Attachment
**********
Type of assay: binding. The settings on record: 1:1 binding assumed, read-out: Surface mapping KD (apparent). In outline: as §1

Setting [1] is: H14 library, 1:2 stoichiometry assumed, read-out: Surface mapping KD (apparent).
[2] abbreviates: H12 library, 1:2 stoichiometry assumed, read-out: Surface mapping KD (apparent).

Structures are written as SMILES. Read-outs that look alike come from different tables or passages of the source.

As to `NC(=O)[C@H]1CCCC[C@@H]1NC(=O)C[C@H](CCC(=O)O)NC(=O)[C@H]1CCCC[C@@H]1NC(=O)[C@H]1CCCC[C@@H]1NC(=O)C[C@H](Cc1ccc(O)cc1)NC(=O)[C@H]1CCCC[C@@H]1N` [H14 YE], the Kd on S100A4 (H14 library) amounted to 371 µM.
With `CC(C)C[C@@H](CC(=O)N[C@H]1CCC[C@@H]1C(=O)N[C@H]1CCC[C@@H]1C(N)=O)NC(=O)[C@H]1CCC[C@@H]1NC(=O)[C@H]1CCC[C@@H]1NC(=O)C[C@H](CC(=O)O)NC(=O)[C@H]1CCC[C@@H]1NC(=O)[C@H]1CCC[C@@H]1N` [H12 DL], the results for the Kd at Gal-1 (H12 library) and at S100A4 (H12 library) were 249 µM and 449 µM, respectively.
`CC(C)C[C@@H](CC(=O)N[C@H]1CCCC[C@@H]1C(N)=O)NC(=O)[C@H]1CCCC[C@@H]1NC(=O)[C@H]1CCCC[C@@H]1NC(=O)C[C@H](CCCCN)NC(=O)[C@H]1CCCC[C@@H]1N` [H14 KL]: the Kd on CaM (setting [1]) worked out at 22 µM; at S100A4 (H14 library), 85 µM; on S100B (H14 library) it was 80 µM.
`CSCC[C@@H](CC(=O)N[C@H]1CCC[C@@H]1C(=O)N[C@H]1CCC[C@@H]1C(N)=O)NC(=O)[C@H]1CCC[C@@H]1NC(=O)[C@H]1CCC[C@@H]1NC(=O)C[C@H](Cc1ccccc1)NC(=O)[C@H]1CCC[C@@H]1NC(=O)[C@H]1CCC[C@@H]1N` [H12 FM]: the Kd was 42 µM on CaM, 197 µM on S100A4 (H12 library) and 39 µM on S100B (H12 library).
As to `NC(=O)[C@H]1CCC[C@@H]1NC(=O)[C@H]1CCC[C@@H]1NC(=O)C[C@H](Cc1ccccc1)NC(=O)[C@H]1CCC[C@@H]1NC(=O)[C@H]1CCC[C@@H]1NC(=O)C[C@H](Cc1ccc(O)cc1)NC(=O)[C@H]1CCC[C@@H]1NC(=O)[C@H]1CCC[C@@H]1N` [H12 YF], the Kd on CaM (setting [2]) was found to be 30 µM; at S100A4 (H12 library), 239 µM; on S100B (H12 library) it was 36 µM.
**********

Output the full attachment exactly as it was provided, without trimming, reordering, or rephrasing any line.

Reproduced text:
Type of assay: binding. The settings on record: 1:1 binding assumed, read-out: Surface mapping KD (apparent). In outline: as §1

Setting [1] is: H14 library, 1:2 stoichiometry assumed, read-out: Surface mapping KD (apparent).
[2] abbreviates: H12 library, 1:2 stoichiometry assumed, read-out: Surface mapping KD (apparent).

Structures are written as SMILES. Read-outs that look alike come from different tables or passages of the source.

As to `NC(=O)[C@H]1CCCC[C@@H]1NC(=O)C[C@H](CCC(=O)O)NC(=O)[C@H]1CCCC[C@@H]1NC(=O)[C@H]1CCCC[C@@H]1NC(=O)C[C@H](Cc1ccc(O)cc1)NC(=O)[C@H]1CCCC[C@@H]1N` [H14 YE], the Kd on S100A4 (H14 library) amounted to 371 µM.
With `CC(C)C[C@@H](CC(=O)N[C@H]1CCC[C@@H]1C(=O)N[C@H]1CCC[C@@H]1C(N)=O)NC(=O)[C@H]1CCC[C@@H]1NC(=O)[C@H]1CCC[C@@H]1NC(=O)C[C@H](CC(=O)O)NC(=O)[C@H]1CCC[C@@H]1NC(=O)[C@H]1CCC[C@@H]1N` [H12 DL], the results for the Kd at Gal-1 (H12 library) and at S100A4 (H12 library) were 249 µM and 449 µM, respectively.
`CC(C)C[C@@H](CC(=O)N[C@H]1CCCC[C@@H]1C(N)=O)NC(=O)[C@H]1CCCC[C@@H]1NC(=O)[C@H]1CCCC[C@@H]1NC(=O)C[C@H](CCCCN)NC(=O)[C@H]1CCCC[C@@H]1N` [H14 KL]: the Kd on CaM (setting [1]) worked out at 22 µM; at S100A4 (H14 library), 85 µM; on S100B (H14 library) it was 80 µM.
`CSCC[C@@H](CC(=O)N[C@H]1CCC[C@@H]1C(=O)N[C@H]1CCC[C@@H]1C(N)=O)NC(=O)[C@H]1CCC[C@@H]1NC(=O)[C@H]1CCC[C@@H]1NC(=O)C[C@H](Cc1ccccc1)NC(=O)[C@H]1CCC[C@@H]1NC(=O)[C@H]1CCC[C@@H]1N` [H12 FM]: the Kd was 42 µM on CaM, 197 µM on S100A4 (H12 library) and 39 µM on S100B (H12 library).
As to `NC(=O)[C@H]1CCC[C@@H]1NC(=O)[C@H]1CCC[C@@H]1NC(=O)C[C@H](Cc1ccccc1)NC(=O)[C@H]1CCC[C@@H]1NC(=O)[C@H]1CCC[C@@H]1NC(=O)C[C@H](Cc1ccc(O)cc1)NC(=O)[C@H]1CCC[C@@H]1NC(=O)[C@H]1CCC[C@@H]1N` [H12 YF], the Kd on CaM (setting [2]) was found to be 30 µM; at S100A4 (H12 library), 239 µM; on S100B (H12 library) it was 36 µM.